Thousands of people in Sweden have inserted microchips, which can function as contactless credit cards, key cards and even railcards, into their bodies.
EDITOR’S NOTE: People in Sweden are not simply embracing human implantable NFC microchips, they are demanding access to the burgeoning technology by the thousands. Thanks to the plethora of mobile phone apps, NFC microchips in humans is an idea whose time has seem to have arrived. Of course, the King James Bible saw this coming 2,000 years ago.
Once the chip is underneath your skin, there is no longer any need to worry about misplacing a card or carrying a heavy wallet. But for many people, the idea of carrying a microchip in their body feels more dystopian than practical.
“And he causeth all, both small and great, rich and poor, free and bond, to receive a mark in their right hand, or in their foreheads: And that no man might buy or sell, save he that had the mark, or the name of the beast, or the number of his name. Here is wisdom. Let him that hath understanding count the number of the beast: for it is the number of a man; and his number is Six hundred threescore and six.” Revelation 13:16-18 (KJV)
Some have suggested that Sweden’s strong welfare state may be the cause of this recent trend. But actually, the factors behind why roughly 3,500 Swedes have had microchips implanted in them are more complex than you might expect. This phenomenon reflects Sweden’s unique biohacking scene. If you look underneath the surface, Sweden’s love affair with all things digital goes much deeper than these microchips.
The term biohackers refers to those amateur biologists who conduct experiments in biomedicine, but do so outside of traditional institutions – such as universities, medical companies and other scientifically controlled environments. Just as computer hackers hack computers, biohackers hack anything biological.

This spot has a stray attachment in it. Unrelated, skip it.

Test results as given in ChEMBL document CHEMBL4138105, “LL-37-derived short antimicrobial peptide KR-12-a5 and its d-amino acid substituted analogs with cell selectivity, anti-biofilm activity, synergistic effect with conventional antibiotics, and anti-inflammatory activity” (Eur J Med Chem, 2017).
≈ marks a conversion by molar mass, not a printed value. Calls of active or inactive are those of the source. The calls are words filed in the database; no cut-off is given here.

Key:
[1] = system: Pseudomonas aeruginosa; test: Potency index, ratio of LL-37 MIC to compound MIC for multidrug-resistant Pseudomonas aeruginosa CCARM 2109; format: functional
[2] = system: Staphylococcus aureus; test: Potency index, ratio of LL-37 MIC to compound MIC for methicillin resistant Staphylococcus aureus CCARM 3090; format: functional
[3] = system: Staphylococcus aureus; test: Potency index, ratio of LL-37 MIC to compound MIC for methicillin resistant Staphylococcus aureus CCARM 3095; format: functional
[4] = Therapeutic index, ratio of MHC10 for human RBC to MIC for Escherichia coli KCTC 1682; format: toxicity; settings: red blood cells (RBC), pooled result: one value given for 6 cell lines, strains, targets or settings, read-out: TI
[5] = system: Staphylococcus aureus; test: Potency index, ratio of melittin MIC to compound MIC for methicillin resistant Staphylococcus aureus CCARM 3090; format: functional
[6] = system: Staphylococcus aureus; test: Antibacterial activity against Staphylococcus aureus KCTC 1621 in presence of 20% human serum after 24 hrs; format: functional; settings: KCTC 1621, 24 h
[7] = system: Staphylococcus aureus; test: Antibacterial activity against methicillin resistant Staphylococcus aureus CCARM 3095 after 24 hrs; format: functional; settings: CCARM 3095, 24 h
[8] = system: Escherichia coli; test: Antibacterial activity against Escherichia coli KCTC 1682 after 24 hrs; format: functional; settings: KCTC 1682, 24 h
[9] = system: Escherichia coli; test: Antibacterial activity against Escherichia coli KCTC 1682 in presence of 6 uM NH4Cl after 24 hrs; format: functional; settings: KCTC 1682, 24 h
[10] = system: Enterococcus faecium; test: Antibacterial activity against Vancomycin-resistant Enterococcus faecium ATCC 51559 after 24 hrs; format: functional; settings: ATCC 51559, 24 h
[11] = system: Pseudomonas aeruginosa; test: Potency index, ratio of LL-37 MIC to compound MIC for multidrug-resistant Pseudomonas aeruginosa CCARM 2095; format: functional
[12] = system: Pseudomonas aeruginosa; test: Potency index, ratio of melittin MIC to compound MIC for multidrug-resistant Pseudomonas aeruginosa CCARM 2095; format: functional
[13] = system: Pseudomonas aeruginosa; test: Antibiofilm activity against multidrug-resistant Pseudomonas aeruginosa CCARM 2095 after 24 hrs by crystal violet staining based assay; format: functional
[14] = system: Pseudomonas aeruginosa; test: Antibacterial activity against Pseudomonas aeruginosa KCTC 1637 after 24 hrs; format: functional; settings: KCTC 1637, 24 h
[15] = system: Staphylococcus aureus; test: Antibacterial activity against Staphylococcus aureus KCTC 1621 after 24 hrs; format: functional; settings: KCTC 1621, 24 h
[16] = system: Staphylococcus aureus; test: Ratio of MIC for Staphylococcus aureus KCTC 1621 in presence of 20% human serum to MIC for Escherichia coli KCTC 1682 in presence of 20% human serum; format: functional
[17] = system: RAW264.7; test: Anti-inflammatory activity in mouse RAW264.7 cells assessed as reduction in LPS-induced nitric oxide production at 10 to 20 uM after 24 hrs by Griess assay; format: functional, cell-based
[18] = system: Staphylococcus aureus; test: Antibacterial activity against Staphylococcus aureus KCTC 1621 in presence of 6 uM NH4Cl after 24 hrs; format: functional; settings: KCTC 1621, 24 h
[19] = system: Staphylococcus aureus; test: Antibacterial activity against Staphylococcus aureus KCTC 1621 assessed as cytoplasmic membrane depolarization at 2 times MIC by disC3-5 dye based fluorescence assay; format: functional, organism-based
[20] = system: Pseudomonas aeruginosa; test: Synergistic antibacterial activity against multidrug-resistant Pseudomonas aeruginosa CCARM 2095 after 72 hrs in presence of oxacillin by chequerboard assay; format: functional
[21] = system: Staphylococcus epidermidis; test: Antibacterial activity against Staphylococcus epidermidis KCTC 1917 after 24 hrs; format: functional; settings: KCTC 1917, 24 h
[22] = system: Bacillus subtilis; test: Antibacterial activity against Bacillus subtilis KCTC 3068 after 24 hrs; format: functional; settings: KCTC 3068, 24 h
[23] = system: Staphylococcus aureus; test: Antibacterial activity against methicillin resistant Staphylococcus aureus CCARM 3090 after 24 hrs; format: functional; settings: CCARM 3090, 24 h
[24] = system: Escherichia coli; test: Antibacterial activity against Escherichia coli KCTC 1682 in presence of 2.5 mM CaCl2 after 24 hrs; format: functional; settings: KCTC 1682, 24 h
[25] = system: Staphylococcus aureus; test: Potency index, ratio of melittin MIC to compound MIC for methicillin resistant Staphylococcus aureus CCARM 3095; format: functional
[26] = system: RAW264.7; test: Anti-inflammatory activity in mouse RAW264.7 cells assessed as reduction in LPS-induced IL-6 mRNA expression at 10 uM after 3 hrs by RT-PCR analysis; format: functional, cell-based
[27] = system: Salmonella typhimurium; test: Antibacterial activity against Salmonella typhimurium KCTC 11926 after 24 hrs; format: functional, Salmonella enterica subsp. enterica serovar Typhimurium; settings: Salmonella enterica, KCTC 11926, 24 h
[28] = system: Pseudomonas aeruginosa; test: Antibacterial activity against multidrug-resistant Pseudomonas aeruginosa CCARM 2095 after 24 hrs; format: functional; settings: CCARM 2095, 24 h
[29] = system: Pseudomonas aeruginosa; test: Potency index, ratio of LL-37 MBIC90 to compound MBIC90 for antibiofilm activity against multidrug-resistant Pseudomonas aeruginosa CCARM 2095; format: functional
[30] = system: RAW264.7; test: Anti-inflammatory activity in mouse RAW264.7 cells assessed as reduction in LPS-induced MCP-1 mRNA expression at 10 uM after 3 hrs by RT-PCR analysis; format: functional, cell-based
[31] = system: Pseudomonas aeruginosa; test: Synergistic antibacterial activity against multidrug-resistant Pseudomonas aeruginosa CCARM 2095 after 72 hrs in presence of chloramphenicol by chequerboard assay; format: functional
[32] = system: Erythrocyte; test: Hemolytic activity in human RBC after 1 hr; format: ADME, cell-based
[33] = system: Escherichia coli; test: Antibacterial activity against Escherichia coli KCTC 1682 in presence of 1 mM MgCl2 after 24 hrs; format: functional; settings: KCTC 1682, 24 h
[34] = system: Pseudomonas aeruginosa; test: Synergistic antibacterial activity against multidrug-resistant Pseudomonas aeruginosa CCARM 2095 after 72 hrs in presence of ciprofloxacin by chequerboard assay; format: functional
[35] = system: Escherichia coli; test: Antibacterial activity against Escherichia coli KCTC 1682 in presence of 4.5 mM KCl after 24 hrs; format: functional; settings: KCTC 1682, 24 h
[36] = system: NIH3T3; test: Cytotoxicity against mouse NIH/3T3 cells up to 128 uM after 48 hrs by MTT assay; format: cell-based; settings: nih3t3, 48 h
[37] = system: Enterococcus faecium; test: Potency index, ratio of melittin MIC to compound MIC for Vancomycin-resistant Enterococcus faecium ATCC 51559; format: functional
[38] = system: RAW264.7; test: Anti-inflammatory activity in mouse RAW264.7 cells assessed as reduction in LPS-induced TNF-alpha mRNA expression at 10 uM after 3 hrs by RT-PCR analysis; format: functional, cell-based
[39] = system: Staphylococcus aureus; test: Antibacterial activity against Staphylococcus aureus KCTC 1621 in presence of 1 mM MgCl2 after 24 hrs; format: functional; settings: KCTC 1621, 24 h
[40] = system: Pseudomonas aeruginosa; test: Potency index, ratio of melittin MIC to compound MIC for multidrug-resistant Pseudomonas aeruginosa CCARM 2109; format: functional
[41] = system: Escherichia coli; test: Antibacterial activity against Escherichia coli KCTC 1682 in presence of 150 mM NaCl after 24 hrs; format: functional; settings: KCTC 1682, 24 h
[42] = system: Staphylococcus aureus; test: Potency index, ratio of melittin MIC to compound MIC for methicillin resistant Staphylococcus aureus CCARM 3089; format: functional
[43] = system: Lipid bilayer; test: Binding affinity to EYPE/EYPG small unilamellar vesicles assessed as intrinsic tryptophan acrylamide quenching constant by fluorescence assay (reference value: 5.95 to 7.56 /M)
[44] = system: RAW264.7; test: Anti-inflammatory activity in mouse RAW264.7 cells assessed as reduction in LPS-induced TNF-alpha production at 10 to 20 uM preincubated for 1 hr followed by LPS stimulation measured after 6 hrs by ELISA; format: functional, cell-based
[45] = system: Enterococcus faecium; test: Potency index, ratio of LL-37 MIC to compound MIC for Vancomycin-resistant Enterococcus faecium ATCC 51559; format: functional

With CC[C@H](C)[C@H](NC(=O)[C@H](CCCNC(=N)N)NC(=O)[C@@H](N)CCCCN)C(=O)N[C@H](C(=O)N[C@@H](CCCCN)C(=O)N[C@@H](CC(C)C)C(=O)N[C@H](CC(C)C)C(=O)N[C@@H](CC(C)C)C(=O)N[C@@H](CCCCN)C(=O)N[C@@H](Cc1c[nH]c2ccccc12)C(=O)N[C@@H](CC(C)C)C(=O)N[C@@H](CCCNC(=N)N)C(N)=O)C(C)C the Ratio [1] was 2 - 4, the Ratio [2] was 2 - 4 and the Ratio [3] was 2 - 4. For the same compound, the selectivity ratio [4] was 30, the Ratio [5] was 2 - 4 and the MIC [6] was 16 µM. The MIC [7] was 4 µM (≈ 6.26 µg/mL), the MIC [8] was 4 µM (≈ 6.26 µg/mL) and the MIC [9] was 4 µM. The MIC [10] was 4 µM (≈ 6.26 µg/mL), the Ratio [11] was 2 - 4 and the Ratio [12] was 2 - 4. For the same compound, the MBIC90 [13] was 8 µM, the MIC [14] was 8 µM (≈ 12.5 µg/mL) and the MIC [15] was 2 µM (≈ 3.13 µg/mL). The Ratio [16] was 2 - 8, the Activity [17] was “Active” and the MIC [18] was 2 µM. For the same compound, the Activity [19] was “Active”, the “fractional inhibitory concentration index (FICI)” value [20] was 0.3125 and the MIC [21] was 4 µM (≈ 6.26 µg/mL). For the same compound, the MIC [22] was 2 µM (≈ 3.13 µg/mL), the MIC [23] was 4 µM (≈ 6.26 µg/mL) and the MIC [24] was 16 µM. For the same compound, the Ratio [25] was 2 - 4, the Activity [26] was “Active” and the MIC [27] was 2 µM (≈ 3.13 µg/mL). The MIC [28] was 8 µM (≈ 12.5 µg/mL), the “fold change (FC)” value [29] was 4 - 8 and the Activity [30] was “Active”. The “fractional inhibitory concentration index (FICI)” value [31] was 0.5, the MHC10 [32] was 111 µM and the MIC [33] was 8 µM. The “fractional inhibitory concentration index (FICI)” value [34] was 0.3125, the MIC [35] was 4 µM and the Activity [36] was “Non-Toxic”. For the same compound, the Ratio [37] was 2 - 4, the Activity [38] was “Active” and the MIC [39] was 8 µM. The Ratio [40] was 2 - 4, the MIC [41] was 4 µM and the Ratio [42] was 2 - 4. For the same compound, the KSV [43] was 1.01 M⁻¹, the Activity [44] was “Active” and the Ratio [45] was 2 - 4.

Biohacking is also a culture and a diverse one, with many different subgroups – all with different types of interests, goals and ideologies. But within this diversity there are two main groups: “wetware hackers” and transhumanists.
Wetware hackers are citizen science hobby biologists who build laboratory equipment from household utensils.
They conduct so called “frugal science”, where they find inexpensive solutions that will improve the living standards for people in developing countries. But they also do more playful experiments where plants are genetically modified to become fluorescent, or algae is used to make new types of beer.
The other group are the transhumanists, who focus on enhancing and improving the human body – with the aim, in the long run, of improving the human race. Only through bettering ourselves – and escaping biological boundaries – will humans be able to compete with AI in the future.
Often, different biohacking scenes reflect the different societies and cultures in which they develop. So, for example, European biohackers generally differ from their North American counterparts. North American groups are concerned with developing alternatives to the established healthcare practices. European groups, meanwhile, are more focused on finding ways of helping people in developing countries or engaging in artistic bio-projects.
But Swedish biohacking culture actually differs from the rest of Europe.
Swedish biohackers are generally part of the transhumanist movement. And it is the transhumanists – or more specifically the subgroup “grinders” – who have been inserting NFC microchips somewhere between the thumb and the index finger of thousands of Swedes. These are the same microchips that have been used for decades to track animals and packages. source
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